9. Talking Heads – Love Goes To A Building On Fire
10. Gang Of Four – Producer
11. T-Bone Burnett – Amnesia And Jealousy (Oh Lana)
12. Laurie Anderson – Walk The Dog
To my chagrin, the album didn't appear to be available on cassette. But I was damned if I was going to leave it behind. So I purchased the vinyl copy, which I carried around with me for the rest of the night in a red plastic Strawberries bag. It sat on my lap during the entire movie as well. Since there wasn't a record player on board the YP, I had to wait several weeks until we got back to Annapolis to listen to the record, and I was not disappointed. Every song on the album was superb, and as such, Attack Of The Killer B's was a great addition to my collection.
[I still kick myself about one thing from the evening I purchased this record. As we were coming out of the shop and headed to the movies, I noticed a flyer attached to a light pole, advertising the only Boston appearance - that very same evening - of Gang Of Four on their 1984 "farewell" tour. I wasn't as big a fan of Go4 then was I would be later, so I didn't really consider blowing off Indiana Jones and checking them out that night. Looking back, I wish that I had - I've seen the band a couple of times since their reformation, but it would have been awesome to have seen them live in their heyday. Oh well.]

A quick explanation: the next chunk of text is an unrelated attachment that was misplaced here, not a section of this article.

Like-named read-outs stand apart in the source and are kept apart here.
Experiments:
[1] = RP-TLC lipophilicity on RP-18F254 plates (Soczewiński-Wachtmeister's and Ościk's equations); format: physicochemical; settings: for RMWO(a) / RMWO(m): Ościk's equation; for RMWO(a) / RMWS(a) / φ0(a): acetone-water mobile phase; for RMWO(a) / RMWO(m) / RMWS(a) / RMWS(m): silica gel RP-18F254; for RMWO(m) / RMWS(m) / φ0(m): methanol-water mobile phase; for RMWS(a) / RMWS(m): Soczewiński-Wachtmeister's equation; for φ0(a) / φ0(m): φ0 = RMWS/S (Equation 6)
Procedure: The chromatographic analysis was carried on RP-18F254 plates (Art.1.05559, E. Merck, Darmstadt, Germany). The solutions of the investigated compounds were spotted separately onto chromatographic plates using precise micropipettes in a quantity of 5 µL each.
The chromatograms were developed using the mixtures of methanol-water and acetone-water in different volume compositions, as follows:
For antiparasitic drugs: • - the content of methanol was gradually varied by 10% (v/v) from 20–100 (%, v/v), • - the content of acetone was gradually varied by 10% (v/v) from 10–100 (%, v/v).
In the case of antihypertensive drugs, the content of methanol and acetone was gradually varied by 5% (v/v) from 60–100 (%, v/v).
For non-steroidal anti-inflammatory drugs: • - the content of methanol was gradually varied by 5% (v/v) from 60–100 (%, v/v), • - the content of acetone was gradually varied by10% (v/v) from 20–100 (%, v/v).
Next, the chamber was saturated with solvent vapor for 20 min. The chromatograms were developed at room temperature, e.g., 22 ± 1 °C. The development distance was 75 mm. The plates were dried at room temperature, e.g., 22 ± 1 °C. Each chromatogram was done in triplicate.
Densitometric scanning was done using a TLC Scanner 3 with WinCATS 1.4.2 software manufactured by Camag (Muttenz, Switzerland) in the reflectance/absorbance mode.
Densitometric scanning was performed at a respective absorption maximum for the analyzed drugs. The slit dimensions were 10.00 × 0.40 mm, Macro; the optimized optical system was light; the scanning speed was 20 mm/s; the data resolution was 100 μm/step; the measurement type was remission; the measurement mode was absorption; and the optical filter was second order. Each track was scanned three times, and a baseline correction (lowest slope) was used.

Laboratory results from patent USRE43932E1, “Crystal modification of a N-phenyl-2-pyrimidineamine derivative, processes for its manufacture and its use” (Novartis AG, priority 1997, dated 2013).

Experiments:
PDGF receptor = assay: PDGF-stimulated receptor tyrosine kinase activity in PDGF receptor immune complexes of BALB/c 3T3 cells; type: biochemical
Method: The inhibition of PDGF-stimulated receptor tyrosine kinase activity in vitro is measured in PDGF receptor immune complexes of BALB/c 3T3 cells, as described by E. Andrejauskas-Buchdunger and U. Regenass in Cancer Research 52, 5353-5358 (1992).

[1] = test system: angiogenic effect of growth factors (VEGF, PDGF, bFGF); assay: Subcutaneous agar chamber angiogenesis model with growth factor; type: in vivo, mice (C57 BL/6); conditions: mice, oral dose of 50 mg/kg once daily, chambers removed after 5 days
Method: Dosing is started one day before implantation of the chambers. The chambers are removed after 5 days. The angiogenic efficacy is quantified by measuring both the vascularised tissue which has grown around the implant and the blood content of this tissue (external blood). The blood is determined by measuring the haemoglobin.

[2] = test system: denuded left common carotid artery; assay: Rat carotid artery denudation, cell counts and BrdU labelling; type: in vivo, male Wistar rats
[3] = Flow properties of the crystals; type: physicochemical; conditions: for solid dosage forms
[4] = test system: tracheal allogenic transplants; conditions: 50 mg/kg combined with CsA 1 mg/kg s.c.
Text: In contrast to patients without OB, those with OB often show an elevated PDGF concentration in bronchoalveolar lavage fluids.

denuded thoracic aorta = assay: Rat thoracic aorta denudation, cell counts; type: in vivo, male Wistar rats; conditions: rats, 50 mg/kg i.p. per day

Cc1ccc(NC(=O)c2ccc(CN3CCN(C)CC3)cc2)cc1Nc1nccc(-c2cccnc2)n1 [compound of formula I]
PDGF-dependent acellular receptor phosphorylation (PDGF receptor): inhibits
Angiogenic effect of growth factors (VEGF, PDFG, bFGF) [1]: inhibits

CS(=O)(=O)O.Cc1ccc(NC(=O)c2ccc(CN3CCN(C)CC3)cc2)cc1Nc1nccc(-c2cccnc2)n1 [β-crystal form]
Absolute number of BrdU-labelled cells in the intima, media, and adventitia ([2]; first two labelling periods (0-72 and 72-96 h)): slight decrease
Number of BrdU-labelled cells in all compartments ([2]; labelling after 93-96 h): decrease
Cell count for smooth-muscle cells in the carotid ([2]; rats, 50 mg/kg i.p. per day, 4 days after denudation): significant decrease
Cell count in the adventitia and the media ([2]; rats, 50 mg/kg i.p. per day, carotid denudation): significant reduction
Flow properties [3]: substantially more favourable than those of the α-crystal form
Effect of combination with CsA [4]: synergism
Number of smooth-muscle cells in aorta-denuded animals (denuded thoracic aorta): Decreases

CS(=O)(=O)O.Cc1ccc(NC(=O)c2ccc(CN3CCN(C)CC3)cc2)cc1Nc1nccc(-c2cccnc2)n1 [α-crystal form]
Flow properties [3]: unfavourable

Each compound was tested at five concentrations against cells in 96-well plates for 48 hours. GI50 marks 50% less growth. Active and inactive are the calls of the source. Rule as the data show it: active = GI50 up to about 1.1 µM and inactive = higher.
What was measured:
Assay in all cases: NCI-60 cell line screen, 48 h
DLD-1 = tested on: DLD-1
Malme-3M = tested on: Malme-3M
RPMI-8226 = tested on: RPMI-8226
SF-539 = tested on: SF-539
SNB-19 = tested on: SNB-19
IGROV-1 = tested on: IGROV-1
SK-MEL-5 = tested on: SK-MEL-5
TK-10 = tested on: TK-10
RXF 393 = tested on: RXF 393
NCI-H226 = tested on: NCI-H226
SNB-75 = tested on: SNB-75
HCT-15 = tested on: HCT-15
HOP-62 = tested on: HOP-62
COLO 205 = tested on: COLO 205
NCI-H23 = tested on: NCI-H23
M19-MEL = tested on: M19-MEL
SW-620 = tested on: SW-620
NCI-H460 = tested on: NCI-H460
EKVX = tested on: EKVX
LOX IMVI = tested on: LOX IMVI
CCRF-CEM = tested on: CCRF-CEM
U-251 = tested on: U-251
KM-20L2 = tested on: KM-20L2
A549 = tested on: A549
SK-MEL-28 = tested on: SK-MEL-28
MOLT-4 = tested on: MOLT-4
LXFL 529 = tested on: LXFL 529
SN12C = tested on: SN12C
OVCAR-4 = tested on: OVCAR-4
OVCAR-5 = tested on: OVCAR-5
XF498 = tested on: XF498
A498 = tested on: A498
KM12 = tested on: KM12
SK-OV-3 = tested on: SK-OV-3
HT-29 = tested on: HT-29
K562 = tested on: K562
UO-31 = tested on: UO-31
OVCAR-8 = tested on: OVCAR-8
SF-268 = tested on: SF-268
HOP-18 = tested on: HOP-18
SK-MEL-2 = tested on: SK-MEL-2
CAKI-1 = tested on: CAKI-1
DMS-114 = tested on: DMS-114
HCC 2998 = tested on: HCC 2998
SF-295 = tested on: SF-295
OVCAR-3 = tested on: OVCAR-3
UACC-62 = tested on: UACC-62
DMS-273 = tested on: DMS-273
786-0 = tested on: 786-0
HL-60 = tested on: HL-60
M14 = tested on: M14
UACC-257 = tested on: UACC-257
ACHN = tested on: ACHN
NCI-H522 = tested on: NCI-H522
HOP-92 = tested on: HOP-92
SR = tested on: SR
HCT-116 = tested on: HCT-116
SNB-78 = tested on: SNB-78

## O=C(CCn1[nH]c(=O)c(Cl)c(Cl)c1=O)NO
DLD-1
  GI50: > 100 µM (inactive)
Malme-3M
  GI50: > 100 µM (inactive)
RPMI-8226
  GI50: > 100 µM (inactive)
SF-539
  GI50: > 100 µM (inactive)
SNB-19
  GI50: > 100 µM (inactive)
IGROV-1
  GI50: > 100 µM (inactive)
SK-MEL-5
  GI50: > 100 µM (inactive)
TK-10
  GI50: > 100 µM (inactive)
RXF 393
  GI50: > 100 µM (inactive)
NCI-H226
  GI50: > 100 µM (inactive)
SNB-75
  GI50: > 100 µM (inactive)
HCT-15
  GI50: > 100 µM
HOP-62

This album was released only on vinyl, and to date has never been released on either cassette or CD. I honestly forget that I had this disc until just recently, when I was going through some boxes in the basement and stumbled over it. As happy as I was with my find, I wasn't very happy about the condition I found this record in - I like to take care of my stuff better than this. As such, the burn from vinyl to MP3 was not without its challenges - you'll find that the quality on the Roxy Music song is pretty scratchy. And I finally just gave up with the Peter Gabriel song, and replaced the vinyl version with an identical one I had on CD. Otherwise, the burns are pretty good and cleaned up, and every song is here.
I hope that you all enjoy this album as much as I have over the years. Check it out, and let me know what you think:
Please use the email link below to contact me, and I will reply with the download link(s) ASAP:
[22 Oct 2013 - Well, it appears that I was incorrect about this album never appearing on cassette - I received the following picture today from a new visitor to this site:
Thanks for the update, John! And welcome to the blog!]